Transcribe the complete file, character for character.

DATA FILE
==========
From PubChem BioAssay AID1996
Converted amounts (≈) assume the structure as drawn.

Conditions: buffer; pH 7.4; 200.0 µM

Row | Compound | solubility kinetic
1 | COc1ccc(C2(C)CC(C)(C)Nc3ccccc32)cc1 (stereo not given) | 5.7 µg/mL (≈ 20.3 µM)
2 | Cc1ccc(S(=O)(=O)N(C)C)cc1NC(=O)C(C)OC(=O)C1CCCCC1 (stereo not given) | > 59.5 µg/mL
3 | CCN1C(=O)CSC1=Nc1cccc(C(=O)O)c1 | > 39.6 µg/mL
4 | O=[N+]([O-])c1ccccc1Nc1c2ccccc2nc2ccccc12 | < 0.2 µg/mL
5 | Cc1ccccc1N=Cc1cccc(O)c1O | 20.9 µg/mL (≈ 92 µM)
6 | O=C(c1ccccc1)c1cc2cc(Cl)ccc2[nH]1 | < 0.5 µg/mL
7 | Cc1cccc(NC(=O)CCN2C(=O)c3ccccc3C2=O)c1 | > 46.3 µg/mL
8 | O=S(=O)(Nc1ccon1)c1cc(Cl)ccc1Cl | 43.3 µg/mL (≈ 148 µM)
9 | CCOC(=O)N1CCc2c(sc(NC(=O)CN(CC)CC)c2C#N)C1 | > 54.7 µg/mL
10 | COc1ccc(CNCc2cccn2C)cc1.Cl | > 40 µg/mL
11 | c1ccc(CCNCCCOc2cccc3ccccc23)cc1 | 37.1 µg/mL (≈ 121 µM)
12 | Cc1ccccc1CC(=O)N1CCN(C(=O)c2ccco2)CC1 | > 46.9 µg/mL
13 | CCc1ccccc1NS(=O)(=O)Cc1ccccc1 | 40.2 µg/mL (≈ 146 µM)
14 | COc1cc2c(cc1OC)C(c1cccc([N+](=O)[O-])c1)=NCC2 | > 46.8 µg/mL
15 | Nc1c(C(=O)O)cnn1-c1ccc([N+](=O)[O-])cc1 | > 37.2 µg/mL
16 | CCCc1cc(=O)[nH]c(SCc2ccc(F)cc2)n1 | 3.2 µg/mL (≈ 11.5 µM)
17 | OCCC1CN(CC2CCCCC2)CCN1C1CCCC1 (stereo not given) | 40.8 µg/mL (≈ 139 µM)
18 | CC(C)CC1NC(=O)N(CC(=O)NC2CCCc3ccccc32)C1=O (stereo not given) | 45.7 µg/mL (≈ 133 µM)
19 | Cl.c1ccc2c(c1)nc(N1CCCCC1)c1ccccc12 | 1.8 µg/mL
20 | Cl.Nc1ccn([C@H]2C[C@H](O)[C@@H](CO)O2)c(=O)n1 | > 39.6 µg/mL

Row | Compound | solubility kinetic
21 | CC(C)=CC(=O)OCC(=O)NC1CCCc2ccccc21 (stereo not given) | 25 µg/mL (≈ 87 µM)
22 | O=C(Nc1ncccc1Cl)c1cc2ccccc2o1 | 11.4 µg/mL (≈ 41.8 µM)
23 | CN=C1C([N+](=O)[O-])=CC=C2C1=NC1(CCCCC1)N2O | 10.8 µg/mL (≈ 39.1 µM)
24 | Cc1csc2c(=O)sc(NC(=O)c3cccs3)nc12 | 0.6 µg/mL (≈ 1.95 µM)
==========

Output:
From PubChem BioAssay AID1996
Converted amounts (≈) assume the structure as drawn.

Conditions: buffer; pH 7.4; 200.0 µM

Row | Compound | solubility kinetic
1 | COc1ccc(C2(C)CC(C)(C)Nc3ccccc32)cc1 (stereo not given) | 5.7 µg/mL (≈ 20.3 µM)
2 | Cc1ccc(S(=O)(=O)N(C)C)cc1NC(=O)C(C)OC(=O)C1CCCCC1 (stereo not given) | > 59.5 µg/mL
3 | CCN1C(=O)CSC1=Nc1cccc(C(=O)O)c1 | > 39.6 µg/mL
4 | O=[N+]([O-])c1ccccc1Nc1c2ccccc2nc2ccccc12 | < 0.2 µg/mL
5 | Cc1ccccc1N=Cc1cccc(O)c1O | 20.9 µg/mL (≈ 92 µM)
6 | O=C(c1ccccc1)c1cc2cc(Cl)ccc2[nH]1 | < 0.5 µg/mL
7 | Cc1cccc(NC(=O)CCN2C(=O)c3ccccc3C2=O)c1 | > 46.3 µg/mL
8 | O=S(=O)(Nc1ccon1)c1cc(Cl)ccc1Cl | 43.3 µg/mL (≈ 148 µM)
9 | CCOC(=O)N1CCc2c(sc(NC(=O)CN(CC)CC)c2C#N)C1 | > 54.7 µg/mL
10 | COc1ccc(CNCc2cccn2C)cc1.Cl | > 40 µg/mL
11 | c1ccc(CCNCCCOc2cccc3ccccc23)cc1 | 37.1 µg/mL (≈ 121 µM)
12 | Cc1ccccc1CC(=O)N1CCN(C(=O)c2ccco2)CC1 | > 46.9 µg/mL
13 | CCc1ccccc1NS(=O)(=O)Cc1ccccc1 | 40.2 µg/mL (≈ 146 µM)
14 | COc1cc2c(cc1OC)C(c1cccc([N+](=O)[O-])c1)=NCC2 | > 46.8 µg/mL
15 | Nc1c(C(=O)O)cnn1-c1ccc([N+](=O)[O-])cc1 | > 37.2 µg/mL
16 | CCCc1cc(=O)[nH]c(SCc2ccc(F)cc2)n1 | 3.2 µg/mL (≈ 11.5 µM)
17 | OCCC1CN(CC2CCCCC2)CCN1C1CCCC1 (stereo not given) | 40.8 µg/mL (≈ 139 µM)
18 | CC(C)CC1NC(=O)N(CC(=O)NC2CCCc3ccccc32)C1=O (stereo not given) | 45.7 µg/mL (≈ 133 µM)
19 | Cl.c1ccc2c(c1)nc(N1CCCCC1)c1ccccc12 | 1.8 µg/mL
20 | Cl.Nc1ccn([C@H]2C[C@H](O)[C@@H](CO)O2)c(=O)n1 | > 39.6 µg/mL

Row | Compound | solubility kinetic
21 | CC(C)=CC(=O)OCC(=O)NC1CCCc2ccccc21 (stereo not given) | 25 µg/mL (≈ 87 µM)
22 | O=C(Nc1ncccc1Cl)c1cc2ccccc2o1 | 11.4 µg/mL (≈ 41.8 µM)
23 | CN=C1C([N+](=O)[O-])=CC=C2C1=NC1(CCCCC1)N2O | 10.8 µg/mL (≈ 39.1 µM)
24 | Cc1csc2c(=O)sc(NC(=O)c3cccs3)nc12 | 0.6 µg/mL (≈ 1.95 µM)